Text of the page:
Mayor Walsh explores "Pay for the Success" model to improve post-high school graduation outcomes
June 15, 2015
Mayor Martin J. Walsh is calling for ideas to create more pipelines to and improve post-high school graduation opportunities for Boston youth. This Request for Information (RFI) aims to identify effective programs and services that will increase access to higher education and training and would be funded through a Pay for Success model. The Office of the Chief of Education, along with the Boston Public Schools, have put forth efforts to improve outcomes for youth, including the High School Redesign effort and Success Boston.
"Boston is bustling with young talent," said Mayor Walsh. "Not every single young person’s pathway is the same. When I'm out in the neighborhoods, I hear their dreams, challenges and passions. Pay for Success is an innovative funding model that rigorously measures outcomes and ensures that Boston is funding what works and improving outcomes for our City’s young people. I want our young people to know how much they matter to Boston’s future, and that they’re capable. We’re in the business of providing opportunities however we can."
Pay for Success (PFS) is an innovative funding model that drives government resources toward social programs that prove effective at providing results to the people who need them most. PFS expands available funding for nonprofit service providers and tracks the effectiveness of programs over time to ensure funding is directed toward programs that succeed in measurably improving the lives of people most in need.
PFS enables governments to draw in greater resources to tackle social problems by tapping private investments for the upfront costs of the programs. If, and only if, the program is successful in delivering services that improve the lives of the people it is meant to serve, the government repays those who made the original investment. If the program does not achieve its target results, the government entity does not repay those who made the original investment. This model ensures that taxpayer dollars are being spent only on programs that actually work.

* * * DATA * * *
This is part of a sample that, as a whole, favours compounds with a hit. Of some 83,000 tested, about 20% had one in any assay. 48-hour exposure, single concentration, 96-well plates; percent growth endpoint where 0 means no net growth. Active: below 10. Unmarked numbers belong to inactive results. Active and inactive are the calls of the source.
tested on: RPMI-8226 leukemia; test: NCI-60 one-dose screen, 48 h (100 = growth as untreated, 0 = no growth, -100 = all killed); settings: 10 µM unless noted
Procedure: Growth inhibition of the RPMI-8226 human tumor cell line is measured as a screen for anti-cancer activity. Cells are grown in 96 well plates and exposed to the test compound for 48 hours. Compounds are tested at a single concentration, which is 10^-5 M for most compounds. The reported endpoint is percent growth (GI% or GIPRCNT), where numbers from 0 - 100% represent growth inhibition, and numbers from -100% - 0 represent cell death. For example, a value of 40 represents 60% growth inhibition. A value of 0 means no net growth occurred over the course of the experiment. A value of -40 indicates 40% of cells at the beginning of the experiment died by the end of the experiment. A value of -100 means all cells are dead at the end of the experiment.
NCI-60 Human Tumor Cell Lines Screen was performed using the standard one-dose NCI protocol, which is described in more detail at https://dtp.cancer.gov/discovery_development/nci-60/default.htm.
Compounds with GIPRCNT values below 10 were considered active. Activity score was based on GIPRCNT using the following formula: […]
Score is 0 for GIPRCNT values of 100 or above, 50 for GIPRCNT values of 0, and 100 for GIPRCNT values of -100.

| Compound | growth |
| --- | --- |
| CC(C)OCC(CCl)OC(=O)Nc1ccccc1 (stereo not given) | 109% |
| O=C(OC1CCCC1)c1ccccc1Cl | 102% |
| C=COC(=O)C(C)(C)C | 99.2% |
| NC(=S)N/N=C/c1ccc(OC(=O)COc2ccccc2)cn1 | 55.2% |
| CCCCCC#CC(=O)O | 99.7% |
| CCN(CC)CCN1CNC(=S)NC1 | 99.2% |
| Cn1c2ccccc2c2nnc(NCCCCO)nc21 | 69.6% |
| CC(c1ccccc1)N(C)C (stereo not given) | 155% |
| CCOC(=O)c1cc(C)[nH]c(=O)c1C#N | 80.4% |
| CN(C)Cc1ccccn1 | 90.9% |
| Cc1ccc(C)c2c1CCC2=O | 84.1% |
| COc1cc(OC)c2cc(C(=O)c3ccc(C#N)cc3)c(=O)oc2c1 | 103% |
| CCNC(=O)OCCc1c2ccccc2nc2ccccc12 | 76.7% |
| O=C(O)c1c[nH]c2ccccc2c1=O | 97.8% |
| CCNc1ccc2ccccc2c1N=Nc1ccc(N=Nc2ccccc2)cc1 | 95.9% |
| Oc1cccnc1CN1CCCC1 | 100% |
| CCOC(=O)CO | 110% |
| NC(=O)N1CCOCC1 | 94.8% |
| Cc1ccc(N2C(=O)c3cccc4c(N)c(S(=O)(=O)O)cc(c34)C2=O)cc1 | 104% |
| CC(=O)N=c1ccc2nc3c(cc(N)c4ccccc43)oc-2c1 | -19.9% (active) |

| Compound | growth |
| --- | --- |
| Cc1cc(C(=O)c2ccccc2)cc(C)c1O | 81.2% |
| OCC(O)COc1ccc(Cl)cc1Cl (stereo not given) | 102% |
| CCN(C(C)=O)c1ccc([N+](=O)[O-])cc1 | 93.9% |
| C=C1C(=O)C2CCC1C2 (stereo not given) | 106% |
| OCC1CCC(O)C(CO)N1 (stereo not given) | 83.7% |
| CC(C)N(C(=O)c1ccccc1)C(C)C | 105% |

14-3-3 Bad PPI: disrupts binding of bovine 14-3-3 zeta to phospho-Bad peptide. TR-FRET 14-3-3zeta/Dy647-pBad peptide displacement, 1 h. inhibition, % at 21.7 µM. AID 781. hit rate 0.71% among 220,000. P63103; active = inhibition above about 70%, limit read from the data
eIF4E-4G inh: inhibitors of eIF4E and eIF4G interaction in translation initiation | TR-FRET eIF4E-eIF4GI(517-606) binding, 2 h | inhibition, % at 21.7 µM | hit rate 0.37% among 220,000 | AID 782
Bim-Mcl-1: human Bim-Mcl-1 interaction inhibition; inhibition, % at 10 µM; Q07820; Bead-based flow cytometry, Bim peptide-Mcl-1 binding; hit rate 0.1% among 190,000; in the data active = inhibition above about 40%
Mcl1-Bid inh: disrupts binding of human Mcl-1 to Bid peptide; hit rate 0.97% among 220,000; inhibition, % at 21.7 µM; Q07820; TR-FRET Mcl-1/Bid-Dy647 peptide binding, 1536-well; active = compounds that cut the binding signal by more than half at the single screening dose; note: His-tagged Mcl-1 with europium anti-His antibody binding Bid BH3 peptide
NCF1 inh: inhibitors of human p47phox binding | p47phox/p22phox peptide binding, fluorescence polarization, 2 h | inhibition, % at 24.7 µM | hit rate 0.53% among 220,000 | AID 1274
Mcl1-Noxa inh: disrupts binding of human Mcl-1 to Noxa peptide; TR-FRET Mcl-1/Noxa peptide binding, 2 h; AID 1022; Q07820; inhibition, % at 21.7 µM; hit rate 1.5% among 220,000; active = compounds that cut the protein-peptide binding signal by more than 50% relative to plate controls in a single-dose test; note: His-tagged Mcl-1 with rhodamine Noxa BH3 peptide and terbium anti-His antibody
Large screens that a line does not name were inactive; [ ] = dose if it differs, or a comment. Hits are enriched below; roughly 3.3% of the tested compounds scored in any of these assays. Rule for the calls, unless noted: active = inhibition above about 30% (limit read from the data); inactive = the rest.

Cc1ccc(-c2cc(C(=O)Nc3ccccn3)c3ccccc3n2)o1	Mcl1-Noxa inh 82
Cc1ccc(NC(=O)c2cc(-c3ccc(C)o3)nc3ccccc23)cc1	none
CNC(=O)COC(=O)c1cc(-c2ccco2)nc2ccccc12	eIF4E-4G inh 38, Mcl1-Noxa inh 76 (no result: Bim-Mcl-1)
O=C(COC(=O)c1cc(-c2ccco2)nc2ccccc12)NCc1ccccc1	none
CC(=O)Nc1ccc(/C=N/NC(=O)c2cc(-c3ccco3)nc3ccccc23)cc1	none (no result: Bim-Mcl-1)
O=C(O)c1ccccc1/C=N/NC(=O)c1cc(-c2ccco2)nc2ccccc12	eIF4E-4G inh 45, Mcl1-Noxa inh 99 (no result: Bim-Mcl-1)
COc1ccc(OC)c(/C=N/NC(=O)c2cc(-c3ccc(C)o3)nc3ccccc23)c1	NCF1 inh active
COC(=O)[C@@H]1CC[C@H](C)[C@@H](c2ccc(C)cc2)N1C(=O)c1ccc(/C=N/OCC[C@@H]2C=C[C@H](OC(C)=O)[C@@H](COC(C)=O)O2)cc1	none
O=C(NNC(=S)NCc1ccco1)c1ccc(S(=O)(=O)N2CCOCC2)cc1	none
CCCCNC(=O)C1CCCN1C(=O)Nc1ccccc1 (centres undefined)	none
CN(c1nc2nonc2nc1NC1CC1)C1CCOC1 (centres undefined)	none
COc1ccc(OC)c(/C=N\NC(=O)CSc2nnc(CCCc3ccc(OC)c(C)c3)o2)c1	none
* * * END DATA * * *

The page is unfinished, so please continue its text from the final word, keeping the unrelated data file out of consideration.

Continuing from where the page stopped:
A PFS project includes five key partners: government, service provider(s), independent evaluator, funders and an intermediary.
"Our goal in Boston is to help every young person earn a degree or certification that will support their life-long success,” said Rahn Dorsey, Chief of Education for the City of Boston. “The Pay For Success model represents a public policy innovation that could help us meet this goal. The Mayor's office is excited to partner with BPS and Third Sector Capital Partners to engage organizations across the city to identify powerful ideas that will lead to increased post-secondary completion for our young people."
“We continue to develop support services to help our graduates gain greater access to college and successful careers,” said John McDonough,Interim Superintendent of Boston Public Schools. “Through this innovative approach, the city is showing it is committed to thinking creatively and boldly to find ways to save money and ensure our students achieve in life after they graduate from our schools.”